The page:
Vol. 19, No. 9Oct. 28, 1999

Financial pioneer receives University's highest honor

Trustees William T. Allen and Howard Cosgrove confer an honorary degree on John T. Bogle.

John C. Bogle, senior chairman of the board of the Vanguard Group, one of the two largest mutual fund organizations in the world, received an honorary doctor of laws degree from the UD on Friday.

The honorary degree-the highest honor the University bestows-is presented to individuals whose contributions to the quality of life in the nation warrant such recognition. Former awardees include Supreme Court Justice Sandra Day O'Connor, artist Andrew Wyeth and former President George Bush, among others.

Trustee William T. Allen, former member of the Delaware Court of Chancery and now professor and director of the New York University Center of Law and Business, called Bogle "a wise counselor and great businessman and a man who has contributed importantly to the finance welfare and security of hundreds of thousands of Americans."

He said, "I can start with no word other than virtuous to describe the man whom we honor, even if that world seems quaint to our ear. For John Bogle's life reflects such a deep commitment to the concepts of duty, honor, candor and diligence and service to others that the most complete summarization of the man is to say that he is a man of high virtue.

"[Bogle's] life reminds us that the value of a life is measured by how one affects the lives of others, not by either celebrity or by balance sheet," Allen continued. "This is the aspect of business that gives it nobility.

John T. Bogle speaks to business students during his visit.

"Jack Bogle is a great businessman because he has changed the world in a way that confers huge benefits upon countless citizens," Allen said.

"Our defining quality, I think, is our recognition, a quarter of a century ago, of the majesty of simplicity," Bogle said in accepting the award. "If Vanguard has dared to strive for greatness, it is because we have tried to live by Tolstoy's standard: 'There is no greatness where there is not simplicity, goodness and truth,'" Bogle said.

"Since our inception, Vanguard's stock in trade has been the notion that in minimal operating costs lies the key to approaching 100 percent of the market's return. The unifying theme in everything we do is rock-bottom expenses. It begins with our mutual mutual fund structure, which broke new ground when we began in 1974 by having the mutual fund shareholders own the funds' management company, which in turn operates on an 'at cost' basis," Bogle said.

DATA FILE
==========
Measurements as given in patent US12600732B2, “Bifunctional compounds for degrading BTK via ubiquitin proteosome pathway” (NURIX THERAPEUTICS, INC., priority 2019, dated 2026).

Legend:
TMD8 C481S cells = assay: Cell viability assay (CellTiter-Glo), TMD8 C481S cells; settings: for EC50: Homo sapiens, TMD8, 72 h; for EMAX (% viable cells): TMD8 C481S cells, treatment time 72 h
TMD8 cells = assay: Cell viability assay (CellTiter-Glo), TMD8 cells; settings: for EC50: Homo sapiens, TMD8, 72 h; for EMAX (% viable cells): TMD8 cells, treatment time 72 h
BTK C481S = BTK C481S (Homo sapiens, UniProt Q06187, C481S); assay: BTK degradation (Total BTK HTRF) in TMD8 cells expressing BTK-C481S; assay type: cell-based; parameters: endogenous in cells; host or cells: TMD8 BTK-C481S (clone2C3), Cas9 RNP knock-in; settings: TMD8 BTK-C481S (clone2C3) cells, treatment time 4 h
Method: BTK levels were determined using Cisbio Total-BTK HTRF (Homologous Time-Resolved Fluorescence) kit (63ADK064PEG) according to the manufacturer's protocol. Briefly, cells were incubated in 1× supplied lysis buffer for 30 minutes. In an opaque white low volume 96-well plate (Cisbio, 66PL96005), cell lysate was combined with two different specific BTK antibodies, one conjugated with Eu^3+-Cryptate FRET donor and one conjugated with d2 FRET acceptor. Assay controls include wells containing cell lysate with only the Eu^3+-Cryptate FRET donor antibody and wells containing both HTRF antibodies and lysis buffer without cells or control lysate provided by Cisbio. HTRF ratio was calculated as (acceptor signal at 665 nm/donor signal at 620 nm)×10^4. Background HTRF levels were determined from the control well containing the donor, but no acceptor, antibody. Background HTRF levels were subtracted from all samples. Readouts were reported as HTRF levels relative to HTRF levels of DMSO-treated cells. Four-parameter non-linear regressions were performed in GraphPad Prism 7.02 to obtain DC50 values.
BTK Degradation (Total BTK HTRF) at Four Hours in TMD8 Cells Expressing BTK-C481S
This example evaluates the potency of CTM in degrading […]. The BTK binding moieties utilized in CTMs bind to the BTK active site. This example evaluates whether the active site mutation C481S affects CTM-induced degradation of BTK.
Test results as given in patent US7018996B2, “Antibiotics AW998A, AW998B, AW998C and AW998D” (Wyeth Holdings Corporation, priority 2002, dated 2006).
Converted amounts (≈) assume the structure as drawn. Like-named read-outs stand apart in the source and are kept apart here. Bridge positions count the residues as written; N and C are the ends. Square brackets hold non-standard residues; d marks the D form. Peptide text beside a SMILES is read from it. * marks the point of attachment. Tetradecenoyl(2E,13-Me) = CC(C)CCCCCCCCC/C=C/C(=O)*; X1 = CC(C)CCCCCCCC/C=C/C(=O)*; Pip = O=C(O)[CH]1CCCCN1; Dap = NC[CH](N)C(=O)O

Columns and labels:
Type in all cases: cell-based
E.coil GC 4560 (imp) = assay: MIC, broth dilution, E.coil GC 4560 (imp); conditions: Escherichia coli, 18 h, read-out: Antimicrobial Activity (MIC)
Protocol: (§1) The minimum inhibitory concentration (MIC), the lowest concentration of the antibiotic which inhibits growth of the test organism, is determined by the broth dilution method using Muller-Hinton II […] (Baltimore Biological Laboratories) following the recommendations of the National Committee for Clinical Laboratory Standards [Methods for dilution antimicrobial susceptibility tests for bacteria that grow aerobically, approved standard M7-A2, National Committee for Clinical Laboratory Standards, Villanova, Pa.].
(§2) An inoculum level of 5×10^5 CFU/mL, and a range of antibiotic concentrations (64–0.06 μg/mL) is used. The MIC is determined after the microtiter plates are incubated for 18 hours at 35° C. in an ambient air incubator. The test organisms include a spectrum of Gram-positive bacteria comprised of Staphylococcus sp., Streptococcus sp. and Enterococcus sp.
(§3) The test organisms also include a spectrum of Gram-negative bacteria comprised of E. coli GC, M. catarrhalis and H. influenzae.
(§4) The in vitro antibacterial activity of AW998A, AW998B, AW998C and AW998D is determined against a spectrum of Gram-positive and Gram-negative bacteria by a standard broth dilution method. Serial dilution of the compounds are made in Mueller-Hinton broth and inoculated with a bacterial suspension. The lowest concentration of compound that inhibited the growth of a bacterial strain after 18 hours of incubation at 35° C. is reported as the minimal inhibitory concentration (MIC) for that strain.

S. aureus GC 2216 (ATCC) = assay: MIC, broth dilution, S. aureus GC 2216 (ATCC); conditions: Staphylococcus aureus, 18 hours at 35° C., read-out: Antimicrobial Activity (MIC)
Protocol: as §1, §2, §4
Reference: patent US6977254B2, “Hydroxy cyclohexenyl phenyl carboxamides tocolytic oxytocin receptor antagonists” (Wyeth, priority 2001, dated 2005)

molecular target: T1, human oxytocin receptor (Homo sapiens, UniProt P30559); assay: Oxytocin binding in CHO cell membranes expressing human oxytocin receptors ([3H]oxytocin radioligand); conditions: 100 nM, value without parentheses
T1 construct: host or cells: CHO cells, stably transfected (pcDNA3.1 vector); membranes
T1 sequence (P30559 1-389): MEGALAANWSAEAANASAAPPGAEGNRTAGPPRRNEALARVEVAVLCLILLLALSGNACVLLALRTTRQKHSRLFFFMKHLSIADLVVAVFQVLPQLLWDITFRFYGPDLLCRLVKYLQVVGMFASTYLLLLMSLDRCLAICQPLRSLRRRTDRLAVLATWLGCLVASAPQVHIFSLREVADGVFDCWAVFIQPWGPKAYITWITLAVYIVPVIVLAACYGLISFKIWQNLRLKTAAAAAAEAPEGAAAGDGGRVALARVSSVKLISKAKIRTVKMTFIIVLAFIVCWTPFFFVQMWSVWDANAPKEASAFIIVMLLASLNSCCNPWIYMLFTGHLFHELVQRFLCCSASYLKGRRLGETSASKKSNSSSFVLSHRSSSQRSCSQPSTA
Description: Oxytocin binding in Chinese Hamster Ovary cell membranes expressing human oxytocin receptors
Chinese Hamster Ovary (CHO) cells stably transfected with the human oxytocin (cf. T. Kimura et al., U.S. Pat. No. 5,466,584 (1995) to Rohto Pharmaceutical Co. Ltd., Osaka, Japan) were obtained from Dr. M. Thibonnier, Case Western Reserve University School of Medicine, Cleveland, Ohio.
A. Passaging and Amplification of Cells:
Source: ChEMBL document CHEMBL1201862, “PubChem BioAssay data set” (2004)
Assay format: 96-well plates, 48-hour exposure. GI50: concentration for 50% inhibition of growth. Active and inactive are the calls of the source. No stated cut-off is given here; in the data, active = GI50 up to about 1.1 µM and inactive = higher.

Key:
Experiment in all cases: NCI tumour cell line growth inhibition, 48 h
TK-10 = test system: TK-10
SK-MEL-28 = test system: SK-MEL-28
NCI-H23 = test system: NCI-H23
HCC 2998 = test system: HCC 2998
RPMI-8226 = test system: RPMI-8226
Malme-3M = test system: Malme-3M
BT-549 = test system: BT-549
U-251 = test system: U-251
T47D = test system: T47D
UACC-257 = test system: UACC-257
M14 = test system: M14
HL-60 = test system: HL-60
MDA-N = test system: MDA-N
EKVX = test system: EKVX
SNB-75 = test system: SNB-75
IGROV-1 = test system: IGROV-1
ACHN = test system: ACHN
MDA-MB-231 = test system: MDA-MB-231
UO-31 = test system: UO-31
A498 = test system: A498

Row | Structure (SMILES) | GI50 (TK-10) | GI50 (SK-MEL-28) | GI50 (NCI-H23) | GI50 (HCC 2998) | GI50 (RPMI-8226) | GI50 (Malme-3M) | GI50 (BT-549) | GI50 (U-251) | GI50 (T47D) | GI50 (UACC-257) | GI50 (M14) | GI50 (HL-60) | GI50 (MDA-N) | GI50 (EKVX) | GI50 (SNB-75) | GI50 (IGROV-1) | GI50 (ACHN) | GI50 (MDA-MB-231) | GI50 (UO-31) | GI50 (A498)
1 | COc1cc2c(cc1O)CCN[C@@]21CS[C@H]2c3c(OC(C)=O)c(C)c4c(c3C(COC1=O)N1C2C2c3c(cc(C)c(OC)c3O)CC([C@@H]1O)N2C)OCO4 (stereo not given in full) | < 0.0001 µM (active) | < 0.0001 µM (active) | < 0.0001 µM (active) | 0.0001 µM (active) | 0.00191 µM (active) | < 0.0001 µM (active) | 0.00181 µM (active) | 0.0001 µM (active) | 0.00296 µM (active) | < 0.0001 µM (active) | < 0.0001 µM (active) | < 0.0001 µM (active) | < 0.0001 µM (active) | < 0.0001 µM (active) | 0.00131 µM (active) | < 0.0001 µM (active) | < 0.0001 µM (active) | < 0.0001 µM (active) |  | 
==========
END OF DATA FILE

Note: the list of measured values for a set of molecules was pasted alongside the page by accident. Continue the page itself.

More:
"Just a few months later, we broke new ground again, bringing the idea of low-cost investing into crystal-clear focus. We formed the first index mutual fund, which in its ideal form owns a pro-rata share of every security in a given market and virtually guarantees almost-but not quite-100 percent of the market return. As a result, the index fund provides its participants with certainty that their returns will outpace the returns of all other investors as a group," Bogle explained.

"In essence, investing in highly diversified portfolios, focused on high-quality stocks and bonds, holding trading to a minimum and operating at bare-bones cost proves to be the key to investment success.

"However obvious, the notion that there is inevitably a gap between the returns the markets provide and the returns the investors receive is gradually reshaping the way Americans invest," Bogle said.

Reminding the audience that Tolstoy's second element for greatness was goodness, Bogle said, "External fund managers had a powerful vested interest in maintaining their own extraordinarily high profitability. We alone had an internally managed structure, a structure that would provide a measurable goodness, if you will, to investors. It is putting the investor first that has given us the highest motivation....

"Tolstoy's third element of the search for greatness-truth-also played a vital role. In a business where marketing has become the highest priority and hyperbole the order of the day, our investment strategies are clear and uncluttered. We can not only honestly report what our past returns were, but explain why they happened. The superiority of the index approach has been endlessly tested in academia and has not been found wanting...."

Bogle also spoke of "Vanguard's focus on service to human beings as the core of our business philosophy-honest-to-God, down-to-Earth human beings, with their own hopes, fears and objectives... Even with 12 million shareholders, we strive to treat each one as an individual...only as treating human beings with respect, fairness and compassion, permeates our enterprise, can we truly emerge as the honest stewards of our investors assets, hard-earned and vital to their future security."

At Friday's ceremony University President David P. Roselle thanked Bogle for meeting with students and delivering a lecture for an advanced finance class earlier in the day.

"Thank you, John Bogle, for your active participation in the day-in-the-life our students. We deeply appreciate your presence here today," Roselle said.

Howard E. Cosgrove, board chairman, said Bogle's "contributions to the body of business philosophy and practice are legend." The honoree "thinks like a man of action and acts like a man of thought," Cosgrove said.

-Beth Thomas
Photos by Robert Cohen